Great Jones has also developed a cooking advice “potline” where anyone can text 1-814-BISCUIT (1-814-247-2848) for real-time advice, recipe suggestions, and more. A brand rep will answer texts Monday through Friday from 4 to 5 pm EST. The aim is to be a resource for people who are just starting to cook or who are cooking more often.
- Great Jones/Facebook
The company’s name is an homage to the late cookbook author and editor Judith Jones, who shaped the way Americans cook by launching the careers of then-unknown culinary authors like Julia Child, Edna Lewis, and James Beard. Like their brand’s namesake, Tishgart and Moelis are dedicated to demystifying home cooking; the duo intentionally focused on producing just a handful of well-made products (a Dutch oven, a stockpot, a saucepan, a skillet, two frying pans, and a baking sheet) to streamline the process of outfitting a kitchen.
Here at Business Insider, we’ve felt a degree of shame over not having tried Great Jones yet. Buzz about the brand has abounded since it got rolling two years ago, but lo and behold, we’re finally here. Four writers tried Great Jones’ Deep-Cut saute pan, Big Deal stockpot, Dutchess Dutch Oven, and Holy Sheet baking sheet, and more than two months in, these are our thoughts.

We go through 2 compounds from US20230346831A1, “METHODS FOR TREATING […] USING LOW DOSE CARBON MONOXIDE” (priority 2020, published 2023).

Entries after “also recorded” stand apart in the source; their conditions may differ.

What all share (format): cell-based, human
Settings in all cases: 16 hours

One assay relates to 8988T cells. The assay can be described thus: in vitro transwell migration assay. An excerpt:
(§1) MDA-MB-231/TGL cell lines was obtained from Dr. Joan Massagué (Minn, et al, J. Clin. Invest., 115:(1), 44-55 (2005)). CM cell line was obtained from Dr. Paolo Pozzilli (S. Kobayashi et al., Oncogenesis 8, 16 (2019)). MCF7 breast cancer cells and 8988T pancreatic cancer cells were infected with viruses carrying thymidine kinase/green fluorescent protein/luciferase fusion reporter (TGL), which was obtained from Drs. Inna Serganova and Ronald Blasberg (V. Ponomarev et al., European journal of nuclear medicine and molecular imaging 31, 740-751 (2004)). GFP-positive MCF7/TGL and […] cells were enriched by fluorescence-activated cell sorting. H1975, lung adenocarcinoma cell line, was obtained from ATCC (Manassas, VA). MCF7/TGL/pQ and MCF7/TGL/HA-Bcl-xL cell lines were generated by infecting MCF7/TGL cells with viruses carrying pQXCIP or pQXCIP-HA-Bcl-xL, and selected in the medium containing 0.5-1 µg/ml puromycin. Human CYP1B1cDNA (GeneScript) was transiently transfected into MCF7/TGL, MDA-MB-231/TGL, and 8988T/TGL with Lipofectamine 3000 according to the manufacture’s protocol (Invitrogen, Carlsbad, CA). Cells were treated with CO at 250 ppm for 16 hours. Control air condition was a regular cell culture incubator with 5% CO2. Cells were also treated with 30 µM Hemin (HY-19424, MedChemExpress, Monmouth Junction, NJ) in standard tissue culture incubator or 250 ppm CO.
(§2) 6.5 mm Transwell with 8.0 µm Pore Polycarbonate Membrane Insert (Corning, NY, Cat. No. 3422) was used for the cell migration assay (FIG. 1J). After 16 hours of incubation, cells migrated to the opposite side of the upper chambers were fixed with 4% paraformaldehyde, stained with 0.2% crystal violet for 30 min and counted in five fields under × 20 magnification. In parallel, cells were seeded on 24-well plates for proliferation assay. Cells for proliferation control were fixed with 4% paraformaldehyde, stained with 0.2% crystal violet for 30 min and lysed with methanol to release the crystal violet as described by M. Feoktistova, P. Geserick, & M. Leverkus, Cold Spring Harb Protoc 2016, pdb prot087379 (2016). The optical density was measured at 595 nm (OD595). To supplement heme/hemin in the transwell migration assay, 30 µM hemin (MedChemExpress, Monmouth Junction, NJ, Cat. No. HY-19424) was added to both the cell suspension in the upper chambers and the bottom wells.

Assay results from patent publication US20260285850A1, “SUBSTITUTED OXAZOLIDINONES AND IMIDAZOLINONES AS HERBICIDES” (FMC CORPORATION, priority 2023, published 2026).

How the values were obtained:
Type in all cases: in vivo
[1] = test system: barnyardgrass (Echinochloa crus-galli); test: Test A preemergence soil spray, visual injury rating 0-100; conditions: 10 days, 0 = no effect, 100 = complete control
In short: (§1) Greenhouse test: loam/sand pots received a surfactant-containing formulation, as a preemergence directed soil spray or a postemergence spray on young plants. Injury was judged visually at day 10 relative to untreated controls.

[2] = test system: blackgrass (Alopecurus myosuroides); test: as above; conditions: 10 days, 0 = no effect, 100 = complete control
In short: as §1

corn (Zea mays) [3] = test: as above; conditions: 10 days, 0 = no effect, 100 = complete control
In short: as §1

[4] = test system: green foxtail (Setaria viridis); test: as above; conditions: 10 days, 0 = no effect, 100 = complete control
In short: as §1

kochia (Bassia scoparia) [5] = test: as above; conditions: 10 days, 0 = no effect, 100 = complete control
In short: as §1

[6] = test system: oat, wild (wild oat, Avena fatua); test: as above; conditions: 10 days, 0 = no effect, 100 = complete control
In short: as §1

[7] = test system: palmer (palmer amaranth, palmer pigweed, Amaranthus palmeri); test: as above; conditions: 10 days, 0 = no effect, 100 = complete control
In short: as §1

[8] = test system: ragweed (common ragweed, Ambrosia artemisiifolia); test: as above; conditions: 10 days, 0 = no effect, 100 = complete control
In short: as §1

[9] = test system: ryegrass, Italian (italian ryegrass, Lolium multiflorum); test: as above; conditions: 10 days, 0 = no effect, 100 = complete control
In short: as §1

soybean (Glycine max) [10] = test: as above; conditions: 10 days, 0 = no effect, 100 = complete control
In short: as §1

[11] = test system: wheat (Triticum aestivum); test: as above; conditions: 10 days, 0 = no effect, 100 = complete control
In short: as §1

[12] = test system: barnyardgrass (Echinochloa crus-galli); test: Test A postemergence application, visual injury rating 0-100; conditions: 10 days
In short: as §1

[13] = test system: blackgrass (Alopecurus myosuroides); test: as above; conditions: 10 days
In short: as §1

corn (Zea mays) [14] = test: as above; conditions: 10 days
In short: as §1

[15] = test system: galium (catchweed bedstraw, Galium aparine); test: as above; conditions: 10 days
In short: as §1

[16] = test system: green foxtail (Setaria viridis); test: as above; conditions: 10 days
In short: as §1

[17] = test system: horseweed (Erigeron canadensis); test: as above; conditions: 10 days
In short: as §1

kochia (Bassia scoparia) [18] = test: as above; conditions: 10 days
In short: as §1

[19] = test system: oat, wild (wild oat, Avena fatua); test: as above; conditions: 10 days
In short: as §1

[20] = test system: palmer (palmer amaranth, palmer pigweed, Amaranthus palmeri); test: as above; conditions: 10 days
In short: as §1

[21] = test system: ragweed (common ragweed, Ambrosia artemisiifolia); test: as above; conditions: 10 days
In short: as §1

Deep Cut sauté Pan
- Connie Chen/Business Insider
If you have limited kitchen space but want to maximize your dinner possibilities, the Deep Cut, a hybrid of a sauté pan and a skillet, is the pan you need to get. It’s two inches deep to let you make saucy dishes without making a mess, but you can still do classic fries because of the sloped sides. While cooking beef, the pan heated up evenly and gave it a nice crispy sear.
The handle design is beautiful, though it does sacrifice ergonomics for its unique outline look. If you have a strong wrist or don’t mind a few minutes of discomfort, you’ll be happy with the Deep Cut. Otherwise, I might suggest the less aesthetically pleasing but more functional Sauté Pan from Sardel.
Based on the first few times I’ve cooked with the Deep Cut, it feels sturdy and comfortable overall, and it seems like it’ll face any everyday cooking task head-on. It also cleans easily and looks sleek, which are always pluses in my book. – Connie Chen, senior reporter